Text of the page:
15. The Azores don’t have hotels (or at least on Terceira) that are Hilton, SPG, or belong to any chain I have ever heard of. However, the three hotels I have stayed at (two in Terceira-one for 1o days, one for a week) and one night at a 4 or 5 star beach resort in San Miguel were all very lovely hotels. The two in Terceira were right outside of Angra, so you could walk into town, but avoided the noise of the town. Both were right by the ocean, and both times I had an ocean view room with a balcony so I could look and listen to the ocean at night. The rooms were smaller than an American hotel, the mattresses are firmer, and you must put your key into a fixture on the wall for the lights to work, but they were very nice. At one hotel the TV channels were all Spanish, the other hotel had a few English ones. But they both had very nice bathrooms with plenty of hot water, extensive breakfast buffets, nice sheets, and very friendly staff. I stayed at the Hotel de Caracol once and the Terceira Mar the second time. The Terceira Mar had a better breakfast buffet, but I liked the view at the Caracol better. They both seemed reasonable in price, although I was there as part of a package. The beach resort in San Miguel was amazing, although I arrived about 8pm, and left in the morning (my plane broke and I was stuck overnight.) The hotel was right on the beach with an infinity pool. The jacuzzi was large enough to do laps in. The hotel had gorgeous robes, and the buffet was to die for. I am in love with Terceira, but haven’t gotten to the other islands yet. The Azores truly are an undiscovered paradise. I was there in the end of May/early June and the middle of March. The climate is very mild, at least in Terceira. In March, it was in the 60s and 70s with some rain.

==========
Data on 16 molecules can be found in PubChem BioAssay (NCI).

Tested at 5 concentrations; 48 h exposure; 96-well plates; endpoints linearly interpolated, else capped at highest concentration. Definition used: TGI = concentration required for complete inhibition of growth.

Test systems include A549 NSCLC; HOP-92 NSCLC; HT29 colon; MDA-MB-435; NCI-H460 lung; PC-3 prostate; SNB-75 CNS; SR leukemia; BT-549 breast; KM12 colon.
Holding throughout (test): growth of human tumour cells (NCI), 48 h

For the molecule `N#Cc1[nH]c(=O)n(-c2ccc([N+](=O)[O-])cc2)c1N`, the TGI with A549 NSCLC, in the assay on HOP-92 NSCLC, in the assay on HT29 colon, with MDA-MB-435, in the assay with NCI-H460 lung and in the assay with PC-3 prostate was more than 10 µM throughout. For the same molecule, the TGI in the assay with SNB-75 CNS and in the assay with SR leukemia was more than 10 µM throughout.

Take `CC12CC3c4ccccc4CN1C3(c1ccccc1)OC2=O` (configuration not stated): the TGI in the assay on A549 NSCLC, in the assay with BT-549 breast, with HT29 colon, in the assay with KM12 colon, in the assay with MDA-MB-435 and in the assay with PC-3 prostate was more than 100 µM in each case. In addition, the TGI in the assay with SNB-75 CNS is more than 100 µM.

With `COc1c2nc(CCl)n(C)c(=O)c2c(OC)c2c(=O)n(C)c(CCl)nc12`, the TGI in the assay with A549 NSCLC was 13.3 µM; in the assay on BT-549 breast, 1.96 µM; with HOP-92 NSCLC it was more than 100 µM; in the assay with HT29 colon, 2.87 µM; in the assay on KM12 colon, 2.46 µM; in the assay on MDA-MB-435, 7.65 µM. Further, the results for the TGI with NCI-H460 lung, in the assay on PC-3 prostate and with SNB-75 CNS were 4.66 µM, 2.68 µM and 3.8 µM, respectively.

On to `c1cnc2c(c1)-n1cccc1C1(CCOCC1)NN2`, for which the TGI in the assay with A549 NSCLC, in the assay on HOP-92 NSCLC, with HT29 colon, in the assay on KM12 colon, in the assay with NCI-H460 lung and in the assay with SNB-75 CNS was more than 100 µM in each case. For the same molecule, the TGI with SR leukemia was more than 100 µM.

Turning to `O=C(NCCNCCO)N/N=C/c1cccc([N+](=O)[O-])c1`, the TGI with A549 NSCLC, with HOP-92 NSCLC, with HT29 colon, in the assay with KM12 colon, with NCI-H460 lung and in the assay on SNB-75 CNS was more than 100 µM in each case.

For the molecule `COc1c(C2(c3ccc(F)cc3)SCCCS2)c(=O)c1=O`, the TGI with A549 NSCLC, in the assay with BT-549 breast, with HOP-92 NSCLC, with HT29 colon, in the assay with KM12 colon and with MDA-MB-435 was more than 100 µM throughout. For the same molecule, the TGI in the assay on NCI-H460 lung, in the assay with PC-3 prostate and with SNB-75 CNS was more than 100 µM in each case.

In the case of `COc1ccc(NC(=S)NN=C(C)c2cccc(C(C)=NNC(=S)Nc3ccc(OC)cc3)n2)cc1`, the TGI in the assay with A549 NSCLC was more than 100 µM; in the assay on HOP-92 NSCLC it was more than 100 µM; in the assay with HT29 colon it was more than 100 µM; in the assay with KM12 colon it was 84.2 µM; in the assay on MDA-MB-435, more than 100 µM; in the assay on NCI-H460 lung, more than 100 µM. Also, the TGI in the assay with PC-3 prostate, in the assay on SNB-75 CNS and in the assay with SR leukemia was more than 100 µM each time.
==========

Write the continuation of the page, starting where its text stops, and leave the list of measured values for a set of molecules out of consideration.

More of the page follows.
16. Loved the article as usual James. Well done. Please please add as many trip reports as you can when on your trip as it’s wayyyyyy more interesting than another US credit card article.

  17. Glad you loved it!
    I’m portuguese from Lisbon but I do love de Azores. Already visited 5 islands and want to visit the other 4. Of those 5 all are diferent from the others.
    And yes, you should visit Terceira.

  18. One problem with Azores is the pirates. It has long been a have for such sailors of fortune They will attack ports in the A-snores looking for booty. You’ll know the pirates because they have eye patches and use words like “scurvy mate” and “avast ye landlubber”.

  19. On my last taxi ride back to Faro Airport I noticed that there is a huge arch near the Airport advertising Ryanair and asked the driver what he as a Portuguese national thought of them versus the Uk view. He couldn’t have been more positive and specifically highlighted the boost they have given to the Azores. There used to be a US airbase in the Azores which has been closed but the Ryanair flights bringing lots of tourists have helped the Azores Economy